Pepsi Next introduces cherry vanilla, paradise mango flavors
PURCHASE, N.Y. — Pepsi has expanded its Pepsi Next brand with two new flavors.
Pepsi Next cherry vanilla and Pepsi Next paradise mango flavors deliver real cola taste with 60% less sugar than regular Pepsi, the company said.
"Earlier this spring, Pepsi Next launched to national fanfare, turning cola lovers into believers by delivering on real cola taste with 60% less sugar than Pepsi, and for many, it was love at first sip," Pepsi VP marketing Angelique Krembs said. "We’re continuing the momentum by infusing real cola taste with unique flavor blends, and giving cola lovers two more reasons to drink it to believe it."
Pepsi Next cherry vanilla and Pepsi Next paradise mango flavors will be available at Walmart Supercenter stores nationwide and wherever Pepsi products are sold beginning July 15 through Sept. 8.
NACDS statement to Senate reflects pharmacy’s commitment to patient care, safer communities
ALEXANDRIA, Va. — The National Association of Chain Drug Stores announced on Wednesday that it has submitted a statement to the Senate Caucus on International Narcotics Control, detailing chain pharmacy’s engagement in the prevention of prescription drug abuse, and its commitment to maintaining patients’ ready access to medications vital for pain management and for treatment regimens.
NACDS submitted its statement for the Caucus’ hearing on “Responding to the Prescription Drug Abuse Epidemic.”
"Chain pharmacies have zero tolerance for prescription drug abuse,” NACDS stated. “NACDS and the chain pharmacy industry are committed to partnering with law enforcement agencies, policymakers, and others to work on viable strategies to prevent prescription drug abuse.”
While emphasizing chain pharmacy’s extensive engagement on this issue, NACDS urged, “As we pursue solutions to the problem of prescription drug abuse, it is critical that we do not place undue burdens on legitimate patients who require prescription medications.”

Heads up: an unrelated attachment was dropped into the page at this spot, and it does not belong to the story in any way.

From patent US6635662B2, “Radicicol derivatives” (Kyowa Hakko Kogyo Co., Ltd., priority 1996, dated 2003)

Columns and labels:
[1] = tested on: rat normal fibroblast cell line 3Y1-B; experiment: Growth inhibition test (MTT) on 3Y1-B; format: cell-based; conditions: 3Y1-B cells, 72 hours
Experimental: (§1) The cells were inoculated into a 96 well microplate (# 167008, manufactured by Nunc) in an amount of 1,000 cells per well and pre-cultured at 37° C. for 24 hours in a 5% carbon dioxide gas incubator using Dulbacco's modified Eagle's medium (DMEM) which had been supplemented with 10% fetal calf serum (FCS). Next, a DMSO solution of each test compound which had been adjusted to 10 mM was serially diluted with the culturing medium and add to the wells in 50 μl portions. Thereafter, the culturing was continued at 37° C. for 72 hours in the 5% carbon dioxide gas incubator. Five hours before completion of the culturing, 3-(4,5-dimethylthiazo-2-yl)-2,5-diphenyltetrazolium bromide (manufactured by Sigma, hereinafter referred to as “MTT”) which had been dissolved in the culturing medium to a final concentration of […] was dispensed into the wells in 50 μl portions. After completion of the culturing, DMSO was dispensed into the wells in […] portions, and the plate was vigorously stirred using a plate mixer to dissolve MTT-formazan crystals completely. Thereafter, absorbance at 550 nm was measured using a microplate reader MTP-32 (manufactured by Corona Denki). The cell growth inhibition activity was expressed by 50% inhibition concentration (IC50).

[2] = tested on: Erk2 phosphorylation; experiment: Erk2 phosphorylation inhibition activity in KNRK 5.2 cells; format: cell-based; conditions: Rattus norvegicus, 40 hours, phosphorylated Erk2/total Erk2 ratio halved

NACDS described chain pharmacy’s proactive role on a daily basis in working to keep communities safe and helping to prevent the human costs of illegal prescription drug use, including the following:
Training of chain pharmacy personnel and the implementation of various company policies and procedures to help prevent diversion and abuse;
Compliance with Drug Enforcement Administration inspections and regulations and Food and Drug Administration regulations;
Frequent dialogue with DEA officials;
Loss prevention and internal security systems;
Participation in state-controlled prescription drug monitoring programs;
Support for FDA’s use of Risk Evaluation and Mitigation Strategies;
Collaboration with the White House Office of National Drug Control Policy and support for public education programs;
Advancement of e-prescribing, including accelerated deployment of e-prescribing of controlled substances;
Support for law-enforcement-authorized programs for the return and disposal of unwanted prescription drugs;
Cooperation with local law enforcement;
Targeting and continued crack-down on illegitimate online drug sellers; and
Support for efforts to shut down rogue pain clinics.
“NACDS and our members are committed to the health and welfare of our patients, as well as all Americans, including ensuring that they do not fall victim to prescription drug abuse. The prescription drug abuse problem can be successfully curbed. However, chain pharmacy cannot solve this problem alone. There must be a holistic approach. All affected stakeholders, including every sector mentioned in this document must work proactively to tackle and resolve this problem. We all must work together at the federal, state, and local levels,” NACDS stated.
FDA approves weight-loss drug
SILVER SPRING, Md. — The Food and Drug Administration has approved a new weight-loss drug made by Vivus, the agency said.
The FDA announced the approval of Qsymia (phentermine and topiramate) extended-release, designed for use by overweight and obese adults alongside a reduced-calorie diet and exercise for chronic weight management. The drug’s original brand name was Qnexa.
"Obesity threatens the overall well-being of patients and is a major public health concern," FDA Center for Drug Evaluation and Research director Janet Woodcock said. "Qsymia, used responsibly in combination with a healthy lifestyle that includes a reduced-calorie diet and exercise, provides another treatment option for chronic weight management in Americans who are obese or are overweight and have at least one weight-related comorbid condition."